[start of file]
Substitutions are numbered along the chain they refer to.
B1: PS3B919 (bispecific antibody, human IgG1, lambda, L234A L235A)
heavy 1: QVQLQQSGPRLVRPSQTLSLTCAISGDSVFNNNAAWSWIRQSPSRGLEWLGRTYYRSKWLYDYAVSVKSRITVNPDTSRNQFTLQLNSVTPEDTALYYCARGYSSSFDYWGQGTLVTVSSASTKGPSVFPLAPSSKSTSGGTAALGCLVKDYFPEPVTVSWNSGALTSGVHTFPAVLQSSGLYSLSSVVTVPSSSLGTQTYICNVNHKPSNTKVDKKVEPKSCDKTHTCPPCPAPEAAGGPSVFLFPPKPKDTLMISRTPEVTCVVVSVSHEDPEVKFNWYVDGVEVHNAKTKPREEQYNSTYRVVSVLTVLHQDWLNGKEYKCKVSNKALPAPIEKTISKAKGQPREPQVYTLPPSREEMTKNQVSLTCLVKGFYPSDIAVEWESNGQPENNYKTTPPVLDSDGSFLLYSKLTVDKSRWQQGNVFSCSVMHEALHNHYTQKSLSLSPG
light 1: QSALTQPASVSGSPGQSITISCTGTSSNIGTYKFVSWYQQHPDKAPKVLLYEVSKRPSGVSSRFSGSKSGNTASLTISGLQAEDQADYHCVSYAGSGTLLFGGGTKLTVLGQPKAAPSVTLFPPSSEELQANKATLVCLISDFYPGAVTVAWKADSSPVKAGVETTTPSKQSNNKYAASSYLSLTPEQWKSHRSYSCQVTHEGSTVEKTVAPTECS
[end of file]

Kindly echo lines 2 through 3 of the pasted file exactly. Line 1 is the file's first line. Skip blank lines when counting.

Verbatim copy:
B1: PS3B919 (bispecific antibody, human IgG1, lambda, L234A L235A)
heavy 1: QVQLQQSGPRLVRPSQTLSLTCAISGDSVFNNNAAWSWIRQSPSRGLEWLGRTYYRSKWLYDYAVSVKSRITVNPDTSRNQFTLQLNSVTPEDTALYYCARGYSSSFDYWGQGTLVTVSSASTKGPSVFPLAPSSKSTSGGTAALGCLVKDYFPEPVTVSWNSGALTSGVHTFPAVLQSSGLYSLSSVVTVPSSSLGTQTYICNVNHKPSNTKVDKKVEPKSCDKTHTCPPCPAPEAAGGPSVFLFPPKPKDTLMISRTPEVTCVVVSVSHEDPEVKFNWYVDGVEVHNAKTKPREEQYNSTYRVVSVLTVLHQDWLNGKEYKCKVSNKALPAPIEKTISKAKGQPREPQVYTLPPSREEMTKNQVSLTCLVKGFYPSDIAVEWESNGQPENNYKTTPPVLDSDGSFLLYSKLTVDKSRWQQGNVFSCSVMHEALHNHYTQKSLSLSPG